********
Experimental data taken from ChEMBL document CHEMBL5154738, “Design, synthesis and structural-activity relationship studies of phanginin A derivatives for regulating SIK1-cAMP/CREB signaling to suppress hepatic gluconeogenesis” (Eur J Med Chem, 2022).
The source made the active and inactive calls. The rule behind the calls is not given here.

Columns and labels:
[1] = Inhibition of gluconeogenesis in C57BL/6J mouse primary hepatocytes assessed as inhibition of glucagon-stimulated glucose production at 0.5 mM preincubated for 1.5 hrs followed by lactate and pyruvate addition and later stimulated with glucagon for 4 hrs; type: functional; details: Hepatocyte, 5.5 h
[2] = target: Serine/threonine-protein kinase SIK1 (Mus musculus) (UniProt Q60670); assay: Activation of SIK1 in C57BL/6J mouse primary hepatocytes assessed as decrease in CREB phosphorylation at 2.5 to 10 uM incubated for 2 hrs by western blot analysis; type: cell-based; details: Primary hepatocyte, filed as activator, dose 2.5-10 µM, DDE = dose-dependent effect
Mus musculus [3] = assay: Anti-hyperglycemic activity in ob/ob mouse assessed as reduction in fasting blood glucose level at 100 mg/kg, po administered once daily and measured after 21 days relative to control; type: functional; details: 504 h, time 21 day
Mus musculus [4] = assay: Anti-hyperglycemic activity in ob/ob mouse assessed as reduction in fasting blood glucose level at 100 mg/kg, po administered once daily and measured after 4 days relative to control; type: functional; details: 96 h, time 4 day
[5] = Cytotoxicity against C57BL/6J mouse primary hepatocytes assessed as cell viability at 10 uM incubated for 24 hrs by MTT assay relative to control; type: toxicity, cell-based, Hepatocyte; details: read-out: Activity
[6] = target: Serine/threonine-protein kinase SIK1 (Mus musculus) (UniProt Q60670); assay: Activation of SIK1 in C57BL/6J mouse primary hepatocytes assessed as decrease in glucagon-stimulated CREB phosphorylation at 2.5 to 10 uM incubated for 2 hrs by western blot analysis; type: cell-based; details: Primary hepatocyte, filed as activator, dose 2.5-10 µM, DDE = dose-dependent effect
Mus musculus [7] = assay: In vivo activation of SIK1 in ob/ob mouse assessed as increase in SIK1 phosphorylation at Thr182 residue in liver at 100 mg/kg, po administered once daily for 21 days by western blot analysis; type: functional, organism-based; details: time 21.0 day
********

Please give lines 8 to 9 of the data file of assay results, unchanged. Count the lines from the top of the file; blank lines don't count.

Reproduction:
[5] = Cytotoxicity against C57BL/6J mouse primary hepatocytes assessed as cell viability at 10 uM incubated for 24 hrs by MTT assay relative to control; type: toxicity, cell-based, Hepatocyte; details: read-out: Activity
[6] = target: Serine/threonine-protein kinase SIK1 (Mus musculus) (UniProt Q60670); assay: Activation of SIK1 in C57BL/6J mouse primary hepatocytes assessed as decrease in glucagon-stimulated CREB phosphorylation at 2.5 to 10 uM incubated for 2 hrs by western blot analysis; type: cell-based; details: Primary hepatocyte, filed as activator, dose 2.5-10 µM, DDE = dose-dependent effect